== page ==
Coronavirus And Mental Health
Because of the coronavirus outbreak, many employees are now working from home. Thus, they need to adapt to this new work reality and deal with social isolation, which can leave many to feel lonely. A 2017 study by Julianne Holt-Lunstad showed that “loneliness and social isolation can be as damaging to health as smoking 15 cigarettes a day.” Therefore, during such hard times, protecting your mental health during Coronavirus is essential.
Also, we are being overwhelmed on all sides with information and uncertainties about the new disease, COVID-19. Everything combined can make employees feel stressed/anxious, and studies such asthe one conducted by the Chinese Psychology Society during the coronavirus outbreak in China showed that 42.6% of respondents suffered from anxiety related to the disease.
Therefore, protecting your mental health and adopting healthy habits is now more crucial than ever. For instance, limiting the time spent reading about the disease and reading only articles from reliable sources, is a way to make us less anxious. A good source of information about coronavirus is the World Health Organization website.
Having a realistic and growth mindset about the coronavirus outbreak is key. We have to remind ourselves that the situation is temporary and focus on the things we can control rather than the ones we cannot. For example, we can control the behaviours we can adopt to prevent the disease, such as washing our hands, avoiding touching our face, leaving the house only for the essentials, etc. We should adopt a « calm yet cautious » attitude.
Moreover, it is incredibly important that during this time of crisis, people stay connected to their family, friends, work colleagues, bosses. This is an effective way to increase social/human interactions and ways of distraction. We should also take advantage of this time to adopt healthy habits (like healthy sleep habits, healthy diet, etc), as it can be very useful to improve ourselves and adopt healthier lifestyles.
Besides this, what can help people fight monotony and maintain good mental health are hobbies.We must try to do different and innovative things every day, to fight monotony. For instance, reading a book, watching movies, learning a new language, discovering new talents like drawing, painting or writing, joining online clubs, having an exercise routine, etc. Google and some museums have even partnered to allow us to see their art pieces online. You can have a look here.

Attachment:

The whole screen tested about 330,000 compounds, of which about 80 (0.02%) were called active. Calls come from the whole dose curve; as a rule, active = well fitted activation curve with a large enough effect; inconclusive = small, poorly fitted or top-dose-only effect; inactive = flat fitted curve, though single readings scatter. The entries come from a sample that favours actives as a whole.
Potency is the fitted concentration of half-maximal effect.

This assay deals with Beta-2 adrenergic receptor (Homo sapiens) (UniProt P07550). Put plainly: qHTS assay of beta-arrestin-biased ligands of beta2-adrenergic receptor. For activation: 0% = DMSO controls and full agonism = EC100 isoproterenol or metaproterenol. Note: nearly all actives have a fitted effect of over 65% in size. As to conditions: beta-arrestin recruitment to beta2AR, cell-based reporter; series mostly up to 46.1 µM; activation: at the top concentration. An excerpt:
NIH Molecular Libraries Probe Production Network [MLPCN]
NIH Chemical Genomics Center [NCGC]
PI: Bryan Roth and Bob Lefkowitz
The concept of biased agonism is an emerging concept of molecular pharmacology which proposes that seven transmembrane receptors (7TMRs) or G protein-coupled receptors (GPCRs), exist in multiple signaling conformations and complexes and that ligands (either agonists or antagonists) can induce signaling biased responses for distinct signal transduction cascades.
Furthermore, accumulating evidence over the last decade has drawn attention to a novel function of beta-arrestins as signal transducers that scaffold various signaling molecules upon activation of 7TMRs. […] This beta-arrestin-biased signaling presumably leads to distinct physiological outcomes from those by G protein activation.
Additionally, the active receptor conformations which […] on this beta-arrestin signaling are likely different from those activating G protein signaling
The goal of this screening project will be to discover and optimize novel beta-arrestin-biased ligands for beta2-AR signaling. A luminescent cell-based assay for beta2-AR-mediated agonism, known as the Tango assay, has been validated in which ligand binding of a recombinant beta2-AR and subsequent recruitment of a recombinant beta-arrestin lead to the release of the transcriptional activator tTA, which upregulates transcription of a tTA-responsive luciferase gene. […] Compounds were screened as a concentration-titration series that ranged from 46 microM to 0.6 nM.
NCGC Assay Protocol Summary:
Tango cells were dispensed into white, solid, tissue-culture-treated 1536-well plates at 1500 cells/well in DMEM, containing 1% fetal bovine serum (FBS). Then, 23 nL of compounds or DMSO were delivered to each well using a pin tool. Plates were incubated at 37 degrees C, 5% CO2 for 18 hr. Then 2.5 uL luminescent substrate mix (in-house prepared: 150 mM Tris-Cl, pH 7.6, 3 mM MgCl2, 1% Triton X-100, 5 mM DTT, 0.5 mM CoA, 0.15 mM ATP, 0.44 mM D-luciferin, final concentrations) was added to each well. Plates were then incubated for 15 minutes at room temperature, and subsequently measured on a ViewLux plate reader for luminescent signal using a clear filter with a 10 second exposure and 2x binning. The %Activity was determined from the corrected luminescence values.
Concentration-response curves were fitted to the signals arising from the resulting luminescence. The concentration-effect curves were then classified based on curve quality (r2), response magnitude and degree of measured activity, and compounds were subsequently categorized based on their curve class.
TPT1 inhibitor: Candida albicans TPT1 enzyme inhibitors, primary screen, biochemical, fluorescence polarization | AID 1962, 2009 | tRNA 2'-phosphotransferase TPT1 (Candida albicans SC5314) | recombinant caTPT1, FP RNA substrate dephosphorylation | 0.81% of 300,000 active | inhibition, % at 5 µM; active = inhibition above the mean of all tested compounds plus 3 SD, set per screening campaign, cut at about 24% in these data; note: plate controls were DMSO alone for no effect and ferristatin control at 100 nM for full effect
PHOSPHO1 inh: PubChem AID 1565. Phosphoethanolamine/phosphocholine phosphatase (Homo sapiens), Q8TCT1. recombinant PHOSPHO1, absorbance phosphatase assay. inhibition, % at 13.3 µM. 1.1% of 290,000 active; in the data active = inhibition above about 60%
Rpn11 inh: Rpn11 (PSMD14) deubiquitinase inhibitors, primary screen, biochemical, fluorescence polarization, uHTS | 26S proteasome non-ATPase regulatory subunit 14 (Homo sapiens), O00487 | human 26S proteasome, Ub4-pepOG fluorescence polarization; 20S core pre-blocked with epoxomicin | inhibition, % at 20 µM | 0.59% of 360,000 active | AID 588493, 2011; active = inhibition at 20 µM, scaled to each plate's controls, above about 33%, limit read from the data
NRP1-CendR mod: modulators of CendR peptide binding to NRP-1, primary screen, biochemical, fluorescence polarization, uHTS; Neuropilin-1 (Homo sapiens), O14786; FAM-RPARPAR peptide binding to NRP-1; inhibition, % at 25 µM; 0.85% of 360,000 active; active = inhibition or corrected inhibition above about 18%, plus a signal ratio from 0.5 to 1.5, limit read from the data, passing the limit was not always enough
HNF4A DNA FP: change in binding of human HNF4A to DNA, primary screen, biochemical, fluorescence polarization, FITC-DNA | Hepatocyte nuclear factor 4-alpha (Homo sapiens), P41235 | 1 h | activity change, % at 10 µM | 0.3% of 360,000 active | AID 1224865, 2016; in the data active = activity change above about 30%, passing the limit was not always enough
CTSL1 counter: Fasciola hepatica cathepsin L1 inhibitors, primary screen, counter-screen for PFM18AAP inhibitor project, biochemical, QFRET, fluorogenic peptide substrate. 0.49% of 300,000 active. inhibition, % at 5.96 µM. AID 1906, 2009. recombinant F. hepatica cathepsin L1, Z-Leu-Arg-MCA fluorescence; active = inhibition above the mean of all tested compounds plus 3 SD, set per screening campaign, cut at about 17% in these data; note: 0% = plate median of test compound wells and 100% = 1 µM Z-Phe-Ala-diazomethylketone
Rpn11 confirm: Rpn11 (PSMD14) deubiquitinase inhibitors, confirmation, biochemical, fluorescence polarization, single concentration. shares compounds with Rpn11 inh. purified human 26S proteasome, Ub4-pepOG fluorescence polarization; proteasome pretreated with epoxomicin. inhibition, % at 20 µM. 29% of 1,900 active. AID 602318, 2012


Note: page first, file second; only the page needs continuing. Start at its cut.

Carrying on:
In addition, having a routine can help. Deborah Serani Psychology professor at Adelphi University stated,“Studies in resiliency during traumatic events encourage keeping a routine to your day.”Therefore, we must schedule daily activities and understand how we can manage time properly.
All things considered,companies are also responsible for helping employees cope with their mental health. They should be a helping hand to their workforce and increase awareness of mental health issues, by encouraging conversations about their concerns, doing individual meetings and encouraging teamwork between departments.Promoting a corporate culture that supports and strengthens mental health is fundamental. Having mentally healthy employees in time of crisis can be the key to overcome it. If you want to learn how to effectively manoeuvre through remote work, read this article.
However, if one feels the pressure and stress are too much, seeking professional help can be vital to overcome these difficult times and remain mentally stable. Professionals in the field can still give appointments by videoconference. Some platforms are even allowing people to communicate with professionals through electronic messages.
- 9 Practices To Help Maintain Mental Health During The Coronavirus Lockdown, March 2020, Forbes
- How To Protect Your Mental Health During The Coronavirus Pandemic, According To Psychologists, March 2020, Forbes
- How to Create a Company Culture That Supports Mental Health and Thrives as a Result, January 2020, Inc.
- Coronavirus: How to protect your mental health, March 2020, BBC